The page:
Are we able to see beyond our own noses?

Cheshvan 18 5780

Several words are repeated over and over in this portion Vayera – appear, see, look, to emphasize a principle for us from our Creator. Sometimes things happen to us that get us to open our eyes. Blind faith is not what the Bore Olam wants from us. It is not easy for me to believe; I even doubt my own shadow! What does it mean when the Torah says, God appeared, or we saw? We are not only material beings. Have you been able to see your thoughts or the physicality of your words? When we finally understand something, we cry out “Oh, now I see!”

These stories in the Torah are filled with meaning far beyond the literal sense. For example, there is a Midrash about the three angels, Michael meaning Who is like our God, the greatest of the angels and Gabriel from the Hebrew word gibor, the mighty one, the head of the LORD’s armies and Rafael, the healer, the physician. They show us how much the Creator cares for His people. The Midrash says that these three angels visited Abraham on the third day after his circumcision when he was in the most pain. In spite of this, in the great heat of the day, Abraham shows them the utmost hospitality. Our sages have difficulty with this portion because Abraham called his servants to kill a calf and serve them milk and butter. They try to explain the incongruencies between the Torah and their Midrashim by saying that Abraham forgot the laws of Kashrut or that it was only a dream. The Torah, however, tells us three times, twice in Exodus and once in Deuteronomy (Exodus 23:19, 34:26 and Deuteronomy 14:21) “you shall not boil a kid in its mother’s milk”. This is speaking about idolatry and mercy; it has nothing to do with the man-made laws of kashrut which has caused much division in Judaism.

This is a very difficult portion for us to understand. We saw in the last parashah that Abraham struggled greatly when Sarah forced him to get rid of Ishmael; after all, wasn’t he also his child? It is always important to understand the times in which these stories were told. For example, the Hammurabi Code stated that if you expelled a wife and child, that child could not inherit from the father. This is most probably what Abram believed in the case of Ishmael. The Creator, however, told him to listen to Sarah. How could Abraham have allowed this?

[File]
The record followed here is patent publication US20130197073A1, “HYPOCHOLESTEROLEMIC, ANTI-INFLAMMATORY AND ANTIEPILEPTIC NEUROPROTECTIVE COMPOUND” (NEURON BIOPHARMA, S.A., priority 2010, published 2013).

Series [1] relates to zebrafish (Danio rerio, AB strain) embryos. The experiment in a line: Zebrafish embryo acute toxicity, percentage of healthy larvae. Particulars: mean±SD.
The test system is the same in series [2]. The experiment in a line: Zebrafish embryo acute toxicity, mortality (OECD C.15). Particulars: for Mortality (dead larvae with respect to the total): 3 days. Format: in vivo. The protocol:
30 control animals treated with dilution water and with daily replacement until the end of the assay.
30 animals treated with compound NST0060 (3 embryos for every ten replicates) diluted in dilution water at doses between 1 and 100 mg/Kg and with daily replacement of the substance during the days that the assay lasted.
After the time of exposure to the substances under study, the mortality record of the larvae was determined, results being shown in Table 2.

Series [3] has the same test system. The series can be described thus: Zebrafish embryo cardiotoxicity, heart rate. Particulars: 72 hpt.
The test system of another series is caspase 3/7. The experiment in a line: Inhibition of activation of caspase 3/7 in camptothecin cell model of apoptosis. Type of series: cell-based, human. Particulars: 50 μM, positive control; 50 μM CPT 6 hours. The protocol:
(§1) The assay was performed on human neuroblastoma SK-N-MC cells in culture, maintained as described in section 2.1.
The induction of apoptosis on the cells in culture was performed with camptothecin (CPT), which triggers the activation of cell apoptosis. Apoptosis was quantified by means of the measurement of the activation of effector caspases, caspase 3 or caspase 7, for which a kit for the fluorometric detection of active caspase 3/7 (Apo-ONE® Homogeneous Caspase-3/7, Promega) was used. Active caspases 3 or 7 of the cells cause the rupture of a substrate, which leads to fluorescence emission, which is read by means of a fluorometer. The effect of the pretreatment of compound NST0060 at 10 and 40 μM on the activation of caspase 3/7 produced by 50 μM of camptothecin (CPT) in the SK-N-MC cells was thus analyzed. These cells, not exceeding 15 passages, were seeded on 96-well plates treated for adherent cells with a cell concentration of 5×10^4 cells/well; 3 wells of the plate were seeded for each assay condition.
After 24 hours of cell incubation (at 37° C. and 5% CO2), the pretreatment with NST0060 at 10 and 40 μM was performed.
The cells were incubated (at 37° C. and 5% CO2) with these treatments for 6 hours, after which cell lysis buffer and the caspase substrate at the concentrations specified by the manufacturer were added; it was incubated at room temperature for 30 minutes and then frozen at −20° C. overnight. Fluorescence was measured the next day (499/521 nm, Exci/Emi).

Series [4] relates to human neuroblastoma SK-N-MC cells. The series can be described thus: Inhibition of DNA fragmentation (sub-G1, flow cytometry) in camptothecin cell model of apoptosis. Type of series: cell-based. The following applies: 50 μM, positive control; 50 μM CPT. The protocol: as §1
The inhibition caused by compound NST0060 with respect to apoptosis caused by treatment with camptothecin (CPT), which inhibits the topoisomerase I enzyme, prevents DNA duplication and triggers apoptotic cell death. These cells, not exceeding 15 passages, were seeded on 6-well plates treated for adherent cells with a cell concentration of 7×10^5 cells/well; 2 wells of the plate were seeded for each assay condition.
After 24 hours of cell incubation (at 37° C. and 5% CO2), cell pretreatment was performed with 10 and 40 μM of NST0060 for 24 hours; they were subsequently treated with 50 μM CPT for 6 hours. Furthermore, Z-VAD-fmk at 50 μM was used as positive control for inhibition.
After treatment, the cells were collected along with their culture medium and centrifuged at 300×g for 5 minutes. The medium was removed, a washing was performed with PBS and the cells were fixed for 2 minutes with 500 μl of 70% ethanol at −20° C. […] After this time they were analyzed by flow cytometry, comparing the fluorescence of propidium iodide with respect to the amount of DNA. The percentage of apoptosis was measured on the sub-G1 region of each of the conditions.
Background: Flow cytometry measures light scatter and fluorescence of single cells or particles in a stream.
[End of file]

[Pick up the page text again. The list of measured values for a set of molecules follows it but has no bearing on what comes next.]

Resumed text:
We ‘see’ that Abraham interceded for Lot who was far from righteous and for Sodom and Gomorrah, both of which had reached the ultimate level of immorality. Here, we can clearly “see’ the power of intercessory prayer through which Avraham Avinu was able to save his nephew Lot. That is why we in Judaism believe in the merits of the righteous men who went before us. But he remained silent when it came to fighting for his own two children. At the end of this portion, Abraham (according to our sages) would go through the last of his ten tests by the Creator, the “Akeda”, the binding of Isaac which he passed with flying colors.

The greatest gift that the Creator gave us is Free Will which makes us responsible for our actions. The Creator chose Abram not because of who he was, but because He knew his heart and his intentions. He saw a man who wanted to do what was right “in his generation”. Abraham was not super-human; he made many mistakes, but he always remained faithful to his calling. He was in a close relationship with the Creator and always ready to learn from Him. Anything that he was able to accomplish was because of our Creator, even when he chose wrongly and failed. This shows us how much our Creator allows us to utilize our free will and that He will always be with us despite our poor choices.

The bottom line is that we have formulated theological ideas that we hold onto instead of allowing the Creator to show us His ways. We get caught up in minutiae instead of stepping back to see the bigger picture. The key to this parashah is “appear, see, look”. He wants us to see – to understand His desires for us as human beings. The worst enemy of mankind is man himself. We are responsible for our behavior. Yes, there are evil people in the world, but the rest of humanity allows them to get away with murder by saying and doing nothing.

This portion shows us that God’s promises endure forever. We may not see them come to fruition within our lifetime, but we can know that one day they will be fulfilled. The Creator promised Abraham that he would be the father of many nations and that his seed would be a blessing to all. They knew that Isaac was the seed of the promise, yet Sarah laughed when she heard that she would be a mother at 89. How did God respond? “Is there anything impossible for the Creator?” Abraham understood this when he took Isaac to Mount Moriah to be offered up to God. When we are reassured that God will keep His promises to us, we can do whatever it takes to build our trust in the Creator. Let us put our Faith, Emunah into action, to become Trust, Bitachon as Abraham did. Believing is certainly not easy but throughout the years the Creator has shown us how real He is through our spiritual sight. I am certain that if you look back over your life, you can see how God has appeared to you in so many ways. Let us keep that in mind and in our hearts as we continue our daily walk with Him.